Girish Chandran: Yeah, there are multiple types of connectivity that cars need. So there are real time needs where you need to make decisions in the millisecond range. So that happens locally in cars, or if you buy newer cars you know that cars come with features that allow inter-car spacing to be maintained. Those kinds of decisions are done locally with short range communication. And then there are vehicle to infrastructure connectivity. So the first one was vehicle to vehicle connectivity. The second one happens in near real time, where the traffic lights and vehicles communicate in order to get efficient flow of traffic through intersections. A third kind is non real-time applications and these kinds of applications can be in the seconds to multiple seconds kind of range. And this is the application where satellite can come into play, where these are high bandwidth applications, whether to do software updates or for doing entertainment that we spoke about earlier. We are working on an antenna, a phased array antenna that sits flat on top of the roof of a car. And we are now trialing that here in Carlsbad as we speak. And when you go to OEM as they integrate it into the car, the advantage of this is that if you’re driving across Texas or Montana where there may not be a lot of cellular connectivity and you want to make sure you’re connected, you need satellites for this. And so typically in cars you can get cellular connectivity today when you buy either subscriptions through Verizon and or AT&T or T-Mobile or Sprint in the US. And if you decide to go to Europe you need other subscriptions just like you do for cellular roaming. You knew you’d need connectivity from different providers. With satellite connectivity you just need for example a subscription from Viasat and you can drive across the U.S. because you can have visibility to the satellite from very large swaths of the country or across continents.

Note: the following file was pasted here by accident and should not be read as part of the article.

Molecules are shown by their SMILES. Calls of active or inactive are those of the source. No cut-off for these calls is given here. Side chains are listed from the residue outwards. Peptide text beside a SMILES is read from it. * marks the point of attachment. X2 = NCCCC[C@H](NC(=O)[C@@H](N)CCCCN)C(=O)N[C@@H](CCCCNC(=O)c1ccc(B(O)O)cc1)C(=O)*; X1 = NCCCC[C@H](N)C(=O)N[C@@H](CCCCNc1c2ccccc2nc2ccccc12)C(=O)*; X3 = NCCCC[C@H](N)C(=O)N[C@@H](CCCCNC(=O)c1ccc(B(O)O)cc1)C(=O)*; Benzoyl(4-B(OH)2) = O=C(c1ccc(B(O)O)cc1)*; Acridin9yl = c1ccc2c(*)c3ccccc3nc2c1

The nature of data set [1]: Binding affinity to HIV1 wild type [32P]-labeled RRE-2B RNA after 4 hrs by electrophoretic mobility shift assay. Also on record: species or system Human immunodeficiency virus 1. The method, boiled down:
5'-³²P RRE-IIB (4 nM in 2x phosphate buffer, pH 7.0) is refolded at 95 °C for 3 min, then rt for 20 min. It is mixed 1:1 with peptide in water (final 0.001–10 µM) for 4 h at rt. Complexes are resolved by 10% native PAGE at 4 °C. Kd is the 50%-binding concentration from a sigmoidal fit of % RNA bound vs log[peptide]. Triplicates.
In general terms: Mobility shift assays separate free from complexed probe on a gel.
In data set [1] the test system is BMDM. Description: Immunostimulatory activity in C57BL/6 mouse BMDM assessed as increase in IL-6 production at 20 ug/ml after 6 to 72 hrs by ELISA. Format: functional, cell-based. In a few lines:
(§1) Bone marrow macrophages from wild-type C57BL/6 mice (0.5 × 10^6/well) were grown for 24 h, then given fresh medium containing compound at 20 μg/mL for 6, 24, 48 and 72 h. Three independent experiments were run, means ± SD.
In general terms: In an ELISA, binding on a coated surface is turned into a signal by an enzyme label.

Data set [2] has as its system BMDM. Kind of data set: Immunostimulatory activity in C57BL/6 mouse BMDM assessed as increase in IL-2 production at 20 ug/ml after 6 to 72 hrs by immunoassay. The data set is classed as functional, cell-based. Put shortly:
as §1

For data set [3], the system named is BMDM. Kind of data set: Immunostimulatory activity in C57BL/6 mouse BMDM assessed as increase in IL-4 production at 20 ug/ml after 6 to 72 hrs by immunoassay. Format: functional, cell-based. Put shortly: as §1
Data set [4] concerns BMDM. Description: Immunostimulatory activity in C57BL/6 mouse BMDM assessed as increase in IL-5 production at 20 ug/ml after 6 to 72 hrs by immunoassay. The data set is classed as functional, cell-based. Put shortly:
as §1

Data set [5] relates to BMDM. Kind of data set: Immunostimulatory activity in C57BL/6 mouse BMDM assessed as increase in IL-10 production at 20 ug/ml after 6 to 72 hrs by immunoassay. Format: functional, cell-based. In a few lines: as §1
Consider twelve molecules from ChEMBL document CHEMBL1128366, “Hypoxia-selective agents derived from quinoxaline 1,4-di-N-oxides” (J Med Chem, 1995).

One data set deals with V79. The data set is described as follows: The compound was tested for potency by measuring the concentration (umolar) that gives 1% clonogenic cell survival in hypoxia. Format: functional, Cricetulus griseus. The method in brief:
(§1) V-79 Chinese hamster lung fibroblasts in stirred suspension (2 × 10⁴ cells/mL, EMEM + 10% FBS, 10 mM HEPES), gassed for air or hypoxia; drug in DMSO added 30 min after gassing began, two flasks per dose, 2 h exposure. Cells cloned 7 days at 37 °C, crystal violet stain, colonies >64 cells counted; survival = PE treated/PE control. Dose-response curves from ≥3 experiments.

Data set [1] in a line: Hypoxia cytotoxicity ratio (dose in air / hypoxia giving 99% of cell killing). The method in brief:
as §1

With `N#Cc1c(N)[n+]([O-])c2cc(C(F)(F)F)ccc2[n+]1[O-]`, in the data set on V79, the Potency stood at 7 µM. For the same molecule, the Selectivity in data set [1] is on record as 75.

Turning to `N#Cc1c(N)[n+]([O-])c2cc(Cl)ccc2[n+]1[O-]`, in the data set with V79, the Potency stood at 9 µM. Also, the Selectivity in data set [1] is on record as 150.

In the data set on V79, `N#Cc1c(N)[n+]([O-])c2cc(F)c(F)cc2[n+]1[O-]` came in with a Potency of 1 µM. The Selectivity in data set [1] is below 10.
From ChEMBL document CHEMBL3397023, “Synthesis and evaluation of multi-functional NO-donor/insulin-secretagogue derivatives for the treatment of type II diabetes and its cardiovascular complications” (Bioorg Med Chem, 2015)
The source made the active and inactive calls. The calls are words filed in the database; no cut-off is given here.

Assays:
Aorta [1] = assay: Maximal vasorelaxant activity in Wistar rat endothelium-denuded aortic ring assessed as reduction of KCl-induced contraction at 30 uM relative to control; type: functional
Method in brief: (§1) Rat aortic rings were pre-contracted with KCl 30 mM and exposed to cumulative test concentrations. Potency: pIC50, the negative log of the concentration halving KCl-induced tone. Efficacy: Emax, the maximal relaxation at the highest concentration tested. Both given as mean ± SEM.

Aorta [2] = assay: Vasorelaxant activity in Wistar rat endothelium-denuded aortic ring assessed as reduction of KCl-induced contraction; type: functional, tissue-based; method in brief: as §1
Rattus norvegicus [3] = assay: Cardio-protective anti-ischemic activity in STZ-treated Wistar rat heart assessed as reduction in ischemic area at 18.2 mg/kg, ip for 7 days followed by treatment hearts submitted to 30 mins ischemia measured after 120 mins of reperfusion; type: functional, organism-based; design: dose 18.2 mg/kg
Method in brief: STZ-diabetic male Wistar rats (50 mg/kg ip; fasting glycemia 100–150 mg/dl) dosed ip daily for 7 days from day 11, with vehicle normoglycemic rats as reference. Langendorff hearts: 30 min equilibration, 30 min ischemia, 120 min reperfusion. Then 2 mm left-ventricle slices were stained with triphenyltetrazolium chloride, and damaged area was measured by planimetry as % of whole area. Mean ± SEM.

Alex Miller: Right, yeah, that would be a real game changer for people driving, especially through the deserts and the American West and places like that.
Girish Chandran: Yes.
Alex Miller: So I just want to ask about, so when you are talking about the three kinds of connectivity like in a smart city you’ve got the satellite that might be doing so software downloads and streaming things like that. You’ve got maybe mobile like LTE or maybe even 5G that’s doing some of the, you know, to the traffic signals and things like that, but the car to car, that’s like milliseconds. That’s really, really short because if you’re going to stop in time to not bump into somebody, what’s that technology. Is it Bluetooth or something?
Girish Chandran: No it’s basically radar type technology so that they use radar and lidar type technology to make decisions today in terms of inter-car spacing. So they shoot out these pulses that then reflect back. It’s like bats that echo locate. So similar to what you see today in terms of when you back up your car you’ll end up hearing beeps; those are little audio ultrasonic sensors that are used, so there are different frequency ranges for different types of uses within a car. So the cars today have lots of sensors on them. Similarly airplanes today have thousands and thousands of sensors on them and you have multiple wireless networks within cars which we don’t often think about, but these cars have become highly networked within themselves and now you also have other forms of connectivity. So for example if you were driving a GM, you can get an OnStar subscription and you’ll see these OnStar console buttons where you can push for help or ask for directions in case you’re stuck or look for the nearest gas station or update your maps et cetera. Those OnStar things are done via satellite.